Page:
Andrew Colville’s Star Trek writing debut was impressive, showing off some of the skills he picked up working on top-rated AMC dramas like Mad Men and Turn: Washington’s Spies, while still demonstrating some geek cred, no doubt evidenced by his history working on shows like The 4400 and Threshold. Director Olatunde Osunsanmi was able to keep up the new style for the show, but find time for the quiet character moments where this episode really lived. He may be a bit too fond of dutch angles, but he was able to draw out some very strong performances, especially Mary Chieffo’s and Mia Kirshner’s.
“Point of Light” had a bit of the haphazard structure, like some of the season one episodes, as it was designed not to tell a mostly standalone story like “New Eden,” but to reintroduce a number of characters. Also feeling like a return to season one was the tone, missing the lighter moments seen in the last two weeks. However, even with these limitations it still did the job well, especially by making the Klingons Klingons again.
Random thoughts, connections, easter eggs, and more
- Stardate given for Burnham’s personal log was 1029.46.
- Sarek’s ship (or one of the same class) first appeared in the season one episode “Lethe” and is inspired by Vulcan designs from Star Trek: Enterprise.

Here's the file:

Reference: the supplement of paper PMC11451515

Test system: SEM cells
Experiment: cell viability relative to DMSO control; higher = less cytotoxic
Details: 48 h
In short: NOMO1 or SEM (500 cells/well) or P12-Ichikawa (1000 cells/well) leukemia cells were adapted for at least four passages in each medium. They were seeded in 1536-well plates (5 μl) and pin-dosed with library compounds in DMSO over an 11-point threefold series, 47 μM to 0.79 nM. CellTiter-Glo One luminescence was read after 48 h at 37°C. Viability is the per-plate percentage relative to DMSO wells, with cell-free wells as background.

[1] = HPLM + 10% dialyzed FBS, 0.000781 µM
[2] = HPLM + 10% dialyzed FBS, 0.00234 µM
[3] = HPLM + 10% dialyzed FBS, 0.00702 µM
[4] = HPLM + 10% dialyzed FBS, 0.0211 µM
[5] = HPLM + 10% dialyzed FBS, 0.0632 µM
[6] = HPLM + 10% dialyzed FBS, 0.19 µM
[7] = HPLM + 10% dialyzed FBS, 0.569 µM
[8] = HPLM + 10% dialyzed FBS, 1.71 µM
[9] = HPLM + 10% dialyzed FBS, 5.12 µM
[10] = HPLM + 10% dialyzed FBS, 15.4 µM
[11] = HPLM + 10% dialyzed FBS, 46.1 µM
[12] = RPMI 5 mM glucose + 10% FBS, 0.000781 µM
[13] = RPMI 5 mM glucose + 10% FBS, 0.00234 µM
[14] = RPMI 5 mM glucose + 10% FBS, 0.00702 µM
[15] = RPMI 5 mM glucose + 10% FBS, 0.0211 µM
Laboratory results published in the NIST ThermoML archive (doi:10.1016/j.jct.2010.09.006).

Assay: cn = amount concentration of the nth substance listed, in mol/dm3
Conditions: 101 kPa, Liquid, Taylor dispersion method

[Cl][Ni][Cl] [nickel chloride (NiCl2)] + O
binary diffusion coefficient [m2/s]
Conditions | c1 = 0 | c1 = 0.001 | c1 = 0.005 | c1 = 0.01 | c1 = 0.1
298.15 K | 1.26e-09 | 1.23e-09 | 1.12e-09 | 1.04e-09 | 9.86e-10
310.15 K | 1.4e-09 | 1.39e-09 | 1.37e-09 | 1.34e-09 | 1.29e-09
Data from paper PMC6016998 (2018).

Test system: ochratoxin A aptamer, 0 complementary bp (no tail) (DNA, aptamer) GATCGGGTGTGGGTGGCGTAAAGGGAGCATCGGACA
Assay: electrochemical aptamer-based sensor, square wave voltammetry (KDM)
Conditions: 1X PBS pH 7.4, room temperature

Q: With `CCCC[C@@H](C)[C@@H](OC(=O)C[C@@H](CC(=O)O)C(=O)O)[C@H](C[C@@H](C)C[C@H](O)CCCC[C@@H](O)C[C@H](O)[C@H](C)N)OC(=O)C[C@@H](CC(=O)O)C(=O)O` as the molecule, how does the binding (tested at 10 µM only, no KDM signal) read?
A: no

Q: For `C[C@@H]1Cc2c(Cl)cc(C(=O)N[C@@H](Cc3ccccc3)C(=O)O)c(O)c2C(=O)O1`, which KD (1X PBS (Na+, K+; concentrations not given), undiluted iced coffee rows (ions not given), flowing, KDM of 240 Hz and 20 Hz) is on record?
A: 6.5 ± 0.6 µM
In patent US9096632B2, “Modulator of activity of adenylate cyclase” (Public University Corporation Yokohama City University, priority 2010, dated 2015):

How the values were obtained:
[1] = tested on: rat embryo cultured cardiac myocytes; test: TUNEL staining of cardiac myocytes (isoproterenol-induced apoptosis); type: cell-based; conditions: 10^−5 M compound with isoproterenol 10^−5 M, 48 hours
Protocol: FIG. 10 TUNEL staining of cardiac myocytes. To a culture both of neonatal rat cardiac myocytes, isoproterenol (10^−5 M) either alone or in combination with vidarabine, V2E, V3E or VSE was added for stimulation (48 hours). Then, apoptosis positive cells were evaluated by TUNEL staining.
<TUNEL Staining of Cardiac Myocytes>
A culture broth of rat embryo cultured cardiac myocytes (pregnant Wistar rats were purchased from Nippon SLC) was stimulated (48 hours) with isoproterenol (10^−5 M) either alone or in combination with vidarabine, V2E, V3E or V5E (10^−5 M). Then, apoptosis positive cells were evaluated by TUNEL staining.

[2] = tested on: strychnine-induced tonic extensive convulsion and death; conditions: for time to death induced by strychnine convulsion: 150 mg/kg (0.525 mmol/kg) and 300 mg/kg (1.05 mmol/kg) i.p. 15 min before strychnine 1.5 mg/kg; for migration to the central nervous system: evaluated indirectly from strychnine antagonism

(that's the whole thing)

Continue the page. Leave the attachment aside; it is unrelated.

- The bridge now has a second officer of the same large-headed alien species as “Osnullus.”
- The Command Training Program has a custom gold-lettered version of the DISCO T-shirt (making this the 3rd version of the t-shirt, for those keeping track), which was made available for purchase today, along with a Section 31 shirt. Yogurt would be proud.
- The Sarek family living in the ShiKahr region of Vulcan was first established in the Star Trek: The Animated Series episode “Yesteryear.”
- The Klingon monastery to Kahless on Boreth was first seen in the TNG episode “Rightful Heir.” Kahless’ story in that episode also inspired Glenn Hetrick’s reasoning for the Klingon ritual of shaving their hair during a time of war, as seen throughout season one.